The Administration for Children & Families (ACF) and Office of Refugee Resettlement (ORR) has released a four-part video series, Somali Refugee Women: Learn About Your Health! The goal of the video series is to educate Somali women refugees about a variety of health issues that can affect – and possibly save – their lives, including reproductive health, diet and exercise, cancer screening, prenatal care and pregnancy, and other health topics. These videos were developed in collaboration with Somali women’s health experts, women’s health advocates, and Somali refugee community organizations.
Somali Refugee Women: Learn About Your Health! http://bit.ly/LEwZqb
February 7th is National Black HIV/AIDS Awareness Day, an opportunity to promote HIV prevention, testing, care, and treatment among African Americans in the United States. African Americans are disproportionately affected by HIV. The Centers for Disease Control and Prevention (CDC) estimates that blacks accounted for nearly half (44 percent) of all new infections in 2010, despite making up only 14 percent of the population. This represents a rate that is eight times higher than whites. Overall, African American gay and bisexual men, especially young men, are the hardest-hit. In addition, African American women are far more affected by HIV than women of any other race or ethnicity.
Resources for more information about diagnosis, treatment and prevention include
AIDSinfo’s African American HIV/AIDS Health Topics: http://1.usa.gov/1g2aiHr
CDC’s HIV Among African Americans: http://1.usa.gov/1kkGx8M
The Center for Disease Control and Prevention (CDC)’s Advisory Committee on Immunization Practices has announced its recommended adult immunization schedule for 2014. Among the key changes to the schedule for 2014 include revised notes on administering vaccines for flu; tetanus, diphtheria, and accellular pertussis; human papillomavirus (HPV); zoster virus; pneumococcal disease and meningococcal disease.
CDC’s easy-to-read immunization schedules are available for health care professionals and the public. Schedules are available for infants and children (birth through 6 years old), preteens and teens (7 through 18 years old), and adults (19 years and older).
CDC Immunization Schedules: http://1.usa.gov/1gaBqTB
Adolescent boys and young-adult males do not see doctors or access the healthcare system nearly as much as teen girls and young women — and that gap has significant health consequences for guys throughout their lives, says a Washington, D.C.-based advocacy group. To help healthcare providers better serve young men and teens, The Partnership for Male Youth is launching a free, Web-based clinical toolkit: http://bit.ly/1fwf1PZ
A new interactive teen website from Scholastic and the National Institute on Drug Abuse lets teens see how drug use affects their bodies. The site encourages critical thinking and offers tools for teachers, administators, parents and librarians: http://bit.ly/1gO6xsG
The U.S. Department of Health and Human Service’s Office of Adolescent Health is dedicated to improving the health and well being of adolescents. Research confirms that what adults say matters — it plays a role in helping teens make healthy choices. Talking With Teens is a website offering tools and ideas for parents and other adults to get started talking to their teens. http://1.usa.gov/1nVuwqK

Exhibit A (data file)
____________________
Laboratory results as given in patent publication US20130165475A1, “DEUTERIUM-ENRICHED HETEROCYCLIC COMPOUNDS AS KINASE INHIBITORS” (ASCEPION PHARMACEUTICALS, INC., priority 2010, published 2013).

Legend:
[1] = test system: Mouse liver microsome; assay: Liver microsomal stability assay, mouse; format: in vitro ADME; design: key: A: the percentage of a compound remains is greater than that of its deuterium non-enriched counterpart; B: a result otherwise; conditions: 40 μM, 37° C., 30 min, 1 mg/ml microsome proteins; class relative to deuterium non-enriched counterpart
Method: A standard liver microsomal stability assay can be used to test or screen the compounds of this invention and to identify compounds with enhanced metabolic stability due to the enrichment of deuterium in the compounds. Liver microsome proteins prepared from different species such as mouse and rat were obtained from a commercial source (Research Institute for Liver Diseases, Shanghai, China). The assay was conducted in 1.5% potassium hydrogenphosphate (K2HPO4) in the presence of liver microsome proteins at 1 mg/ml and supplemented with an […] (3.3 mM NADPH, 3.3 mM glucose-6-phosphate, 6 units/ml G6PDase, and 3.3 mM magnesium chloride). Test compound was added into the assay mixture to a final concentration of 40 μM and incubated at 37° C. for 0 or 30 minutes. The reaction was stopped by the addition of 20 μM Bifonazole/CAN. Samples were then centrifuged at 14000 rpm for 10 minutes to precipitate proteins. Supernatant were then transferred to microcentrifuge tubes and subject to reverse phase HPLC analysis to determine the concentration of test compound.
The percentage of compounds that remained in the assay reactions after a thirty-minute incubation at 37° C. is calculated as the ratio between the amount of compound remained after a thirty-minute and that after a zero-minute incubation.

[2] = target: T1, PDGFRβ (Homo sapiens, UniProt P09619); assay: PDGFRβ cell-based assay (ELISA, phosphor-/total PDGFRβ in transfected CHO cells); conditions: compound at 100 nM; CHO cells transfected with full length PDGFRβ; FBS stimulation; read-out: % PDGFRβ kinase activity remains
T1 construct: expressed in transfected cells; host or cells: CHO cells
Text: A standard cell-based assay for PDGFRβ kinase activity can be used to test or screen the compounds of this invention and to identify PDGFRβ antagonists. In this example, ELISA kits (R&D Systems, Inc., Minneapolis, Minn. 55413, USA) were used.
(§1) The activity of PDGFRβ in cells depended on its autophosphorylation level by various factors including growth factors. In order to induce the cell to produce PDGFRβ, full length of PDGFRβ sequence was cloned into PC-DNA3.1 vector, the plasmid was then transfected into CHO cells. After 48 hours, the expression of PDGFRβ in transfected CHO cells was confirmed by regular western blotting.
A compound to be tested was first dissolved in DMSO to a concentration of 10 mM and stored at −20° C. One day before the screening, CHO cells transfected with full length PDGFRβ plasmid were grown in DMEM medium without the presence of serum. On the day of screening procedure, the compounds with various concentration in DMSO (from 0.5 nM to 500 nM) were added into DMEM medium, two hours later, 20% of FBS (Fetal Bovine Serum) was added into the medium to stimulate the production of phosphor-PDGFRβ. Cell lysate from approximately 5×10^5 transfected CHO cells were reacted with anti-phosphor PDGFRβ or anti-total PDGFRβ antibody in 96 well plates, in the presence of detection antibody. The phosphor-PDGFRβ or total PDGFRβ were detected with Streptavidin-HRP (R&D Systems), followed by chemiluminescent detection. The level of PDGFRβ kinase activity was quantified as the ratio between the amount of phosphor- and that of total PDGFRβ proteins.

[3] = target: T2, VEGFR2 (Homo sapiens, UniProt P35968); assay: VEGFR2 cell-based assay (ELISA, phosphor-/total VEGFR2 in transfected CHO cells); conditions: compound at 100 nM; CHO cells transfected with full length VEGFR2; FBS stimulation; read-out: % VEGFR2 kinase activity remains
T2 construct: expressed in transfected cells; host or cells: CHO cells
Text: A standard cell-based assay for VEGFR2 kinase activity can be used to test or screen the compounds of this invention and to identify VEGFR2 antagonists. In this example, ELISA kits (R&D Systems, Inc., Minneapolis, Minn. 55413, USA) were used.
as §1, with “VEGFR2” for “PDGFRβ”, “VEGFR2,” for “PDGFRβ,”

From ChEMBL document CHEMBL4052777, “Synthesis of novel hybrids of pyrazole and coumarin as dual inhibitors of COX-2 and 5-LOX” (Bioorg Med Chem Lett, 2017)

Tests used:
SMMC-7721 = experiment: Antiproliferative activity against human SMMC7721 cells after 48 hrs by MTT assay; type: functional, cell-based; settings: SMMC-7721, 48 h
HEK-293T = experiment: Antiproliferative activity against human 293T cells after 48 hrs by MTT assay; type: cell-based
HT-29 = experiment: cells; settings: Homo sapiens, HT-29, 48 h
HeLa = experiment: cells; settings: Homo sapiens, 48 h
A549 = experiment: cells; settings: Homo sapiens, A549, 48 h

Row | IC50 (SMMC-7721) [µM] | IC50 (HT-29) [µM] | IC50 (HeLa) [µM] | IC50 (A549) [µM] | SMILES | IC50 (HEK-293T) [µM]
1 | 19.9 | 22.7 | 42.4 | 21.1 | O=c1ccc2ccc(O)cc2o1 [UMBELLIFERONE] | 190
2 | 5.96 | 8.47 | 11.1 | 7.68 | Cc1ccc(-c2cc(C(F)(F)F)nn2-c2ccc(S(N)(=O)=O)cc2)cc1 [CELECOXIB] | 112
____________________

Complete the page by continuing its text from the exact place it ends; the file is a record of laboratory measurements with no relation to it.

Got a few moments? Check out episodes of “Healthy Moments,” a weekly radio broadcast from Dr. Griffin Rodgers, the director of the National Institute of Diabetes and Digestive and Kidney Diseases (NIDDK). Each short episode provides a healthy living tip, and transcripts include links to additional resources.
Recent episodes include:
- Diabetes’ Link to Heart Disease
- Walking in the Right Direction
- Eat Healthy When You Don’t Have Time to Cook
Listen to these and other episodes: http://1.usa.gov/1fBeRJh
From the Centers for Disease Control:
“Dramatic, new TV ads that show the harms of smoking air across the country this year, beginning February 3, with CDC’s 2014 Tips From Former Smokers (Tips) campaign. If you smoke, the real people who tell their stories can inspire you to quit for good. More than 100,000 people are now smokefree, thanks to earlier Tips ads.
The ads show the suffering caused by cigarettes: asthma, cancer, heart attack, and amputations. Many people call 1-800-QUIT-NOW (1-800-784-8669) or visit an online quit smoking guide within minutes or hours after seeing an ad. These resources offer free advice and support for quitting.”
View the ads and access smoking cessation resources: http://1.usa.gov/1n4rcX8
Heart disease is the number one cause of death in the United States. The US Department of Health and Human Services has created a toolkit for raising awareness of heart disease and American Heart Month.
- Sample newsletter articles, list serv announcements and tweets
- Personal health check tools
- Heart Healthy recipes
Access these and other resources: http://1.usa.gov/1dgR2Bx
The Short-Term Research Experience for Underrepresented Persons (STEP-UP) is a federally funded program managed and supported by the National Institute of Diabetes and Digestive and Kidney Disease (NIDDK). The overall goal of the NIDDK’s STEP-UP program is to build and sustain a biomedical, behavioral, clinical and social science research pipeline focused on NIDDK mission areas. The project aims to expose American Indian/Alaska Native current year junior and senior high school students to the science of diabetes, endocrinology, metabolism, nutrition and obesity through an 8-10 week summer research program.
Application Deadline: February 15, 2014
More information is available online: http://1.usa.gov/1ng3IB7